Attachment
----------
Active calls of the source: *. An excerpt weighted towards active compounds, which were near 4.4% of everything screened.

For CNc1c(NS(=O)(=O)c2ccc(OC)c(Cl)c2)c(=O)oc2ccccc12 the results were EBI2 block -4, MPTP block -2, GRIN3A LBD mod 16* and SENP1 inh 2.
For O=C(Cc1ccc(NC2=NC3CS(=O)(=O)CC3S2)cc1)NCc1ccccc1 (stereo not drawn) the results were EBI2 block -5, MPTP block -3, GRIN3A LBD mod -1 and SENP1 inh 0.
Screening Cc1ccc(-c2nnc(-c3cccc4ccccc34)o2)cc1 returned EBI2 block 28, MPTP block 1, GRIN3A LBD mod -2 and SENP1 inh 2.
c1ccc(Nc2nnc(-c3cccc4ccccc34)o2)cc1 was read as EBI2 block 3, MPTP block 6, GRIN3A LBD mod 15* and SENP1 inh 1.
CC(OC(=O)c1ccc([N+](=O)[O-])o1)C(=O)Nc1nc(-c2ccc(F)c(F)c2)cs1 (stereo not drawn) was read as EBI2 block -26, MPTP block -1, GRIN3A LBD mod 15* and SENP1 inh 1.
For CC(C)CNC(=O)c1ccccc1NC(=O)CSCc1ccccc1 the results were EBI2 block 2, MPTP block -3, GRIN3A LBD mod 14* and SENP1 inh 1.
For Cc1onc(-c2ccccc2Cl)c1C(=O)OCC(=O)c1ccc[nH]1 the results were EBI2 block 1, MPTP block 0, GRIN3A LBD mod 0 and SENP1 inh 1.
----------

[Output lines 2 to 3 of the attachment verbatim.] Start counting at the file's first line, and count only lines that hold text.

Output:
For CNc1c(NS(=O)(=O)c2ccc(OC)c(Cl)c2)c(=O)oc2ccccc12 the results were EBI2 block -4, MPTP block -2, GRIN3A LBD mod 16* and SENP1 inh 2.
For O=C(Cc1ccc(NC2=NC3CS(=O)(=O)CC3S2)cc1)NCc1ccccc1 (stereo not drawn) the results were EBI2 block -5, MPTP block -3, GRIN3A LBD mod -1 and SENP1 inh 0.